Kane Williamson announced his decision to step down as captain of New Zealand in Test cricket last week. Tim Southee took over as the new captain in the longest format of the game, with Kane Williamson expected to lead the Blackcaps in both ODIs and T20Is until the next World Cup tournaments in both formats.
Considered a part of the Fab Four, Kane Williamson is the last of the group to step down from captaincy in Test cricket, marking the end of an era that was dominated by the four batsmen. The New Zealand great leaves behind a lasting legacy in red-ball cricket – by winning the inaugural World Test Championship for the Blackcaps and by making New Zealand the favourite underdogs for neutral fans everywhere.
Captaincy in Numbers
Kane Williamson took over the reins of New Zealand in 2016 from the now-English coach Brendon McCullum, leading the side in 40 Tests over the six years. The 32-year-old is the most successful Test captain in the tiny nation’s history, leading his side to victory in 22 of the 40 Tests and losing just 10.
Known for his composure on the field, Kane Williamson’s approach to the game drew comparisons with captain cool Mahendra Singh Dhoni’s approach. He was successful in converting the team into more than the sum of its parts, with the Blackcaps becoming famous as the ‘good guys’ of world cricket during his tenure.
New Zealand’s greatest moment in their cricketing journey came last year when they defeated India to clinch the inaugural World Test Championship title at Lord’s, with Kane Williamson shining with the bat to score an unbeaten half-century and rallying his troops with the ball to contain Indian batsmen.
Kane Williamson’s batting prowess peaked during his time as the captain, with his average going up to 57.43 in red-ball cricket from 49.23 earlier in his career. He scored 11 centuries and 14 half-centuries in 65 innings as captain, moving past both Stephen Fleming and Brendon McCullum in the process – with only Steve Smith boasting of a better record among the current generation of players.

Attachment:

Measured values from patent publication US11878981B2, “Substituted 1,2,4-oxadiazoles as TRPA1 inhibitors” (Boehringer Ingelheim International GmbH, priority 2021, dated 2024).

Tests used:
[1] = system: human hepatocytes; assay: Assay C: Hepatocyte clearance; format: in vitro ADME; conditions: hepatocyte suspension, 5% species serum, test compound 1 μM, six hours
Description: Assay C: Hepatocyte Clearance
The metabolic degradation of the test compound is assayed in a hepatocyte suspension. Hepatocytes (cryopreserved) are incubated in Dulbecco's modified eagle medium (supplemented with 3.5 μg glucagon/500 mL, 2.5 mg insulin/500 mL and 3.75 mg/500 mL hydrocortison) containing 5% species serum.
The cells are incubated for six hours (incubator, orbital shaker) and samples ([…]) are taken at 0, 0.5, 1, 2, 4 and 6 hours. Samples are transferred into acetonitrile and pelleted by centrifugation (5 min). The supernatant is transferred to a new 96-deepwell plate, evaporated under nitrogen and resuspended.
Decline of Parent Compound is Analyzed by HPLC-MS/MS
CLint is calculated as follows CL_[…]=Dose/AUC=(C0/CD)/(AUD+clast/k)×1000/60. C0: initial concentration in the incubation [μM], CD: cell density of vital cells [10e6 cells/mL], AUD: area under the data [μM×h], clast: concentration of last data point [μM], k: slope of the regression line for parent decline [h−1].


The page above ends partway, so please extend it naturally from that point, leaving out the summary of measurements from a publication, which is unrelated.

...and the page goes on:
Even when the aggressive brand of cricket championed by the likes of Virat Kohli and Steve Smith became the standard in Test cricket, Kane Williamson stuck to his approach of building partnerships. Patience and composure have paid rich dividends for the 32-year-old, with New Zealand’s win-to-loss ratio of 2.2 taking New Zealand to the top of the Test rankings last year.
Decision To Stand Down
Kane Williamson’s decision to step down as Test captain might be primarily motivated by his desire to prolong his career in all three formats of the game. Unlike ODIs and T20s, leading a Test side involves a lot of focus over five days of the game, exerting a mental toll on the captains involved. With the burden of captaincy removed, he can now focus on regaining his form with the bat, which is under a slump considering the star’s potential.
New Zealand also are going through troubles in the longest format of the game – with six of their eight losses in the last six years coming in the current World Test Championship cycle. With just two wins in the last eight Tests, New Zealand urgently need a course correction. It might be that both the board and Kane Williamson mutually decided on the need for a change in leadership.
In an emotional note announcing his retirement, Kane Williamson thanked the management and players for the support shown during his tenure. Unlike the circumstances under which Joe Root and Virat Kohli had to step down from the captaincy, Kane Williamson’s departure was well handled, with the decision coming from the captain himself and not the board.
What’s Next for Kane Williamson and New Zealand?
Tim Southee has been appointed as New Zealand’s Test skipper by the New Zealand Cricket board. The fast bowler has experience leading the side over the past few years in T20Is as a stand-in captain, and with Pat Cummins leading the Australian Test side, cricket might have entered a new era where bowlers are considered on equal terms with batsmen for captaincy roles.
Kane Williamson will continue to lead the Blackcaps in both ODIs and T20s, at least until the next ODI World Cup in India. However, both Kane Williamson and Tim Southee will miss the upcoming ODI series in India, with the New Zealand board prioritising workload management of the players. For Kane Williamson, the reduced burden of captaincy will allow him to focus on his batting prowess once more. Virat Kohli regained his form once he stood down as India’s captain, and it is expected that Kane Williamson can follow him in this regard. The shorter formats of the game will become the 32-year-old’s focus from now on – with a potential ODI World Cup win in 2023 in sight.
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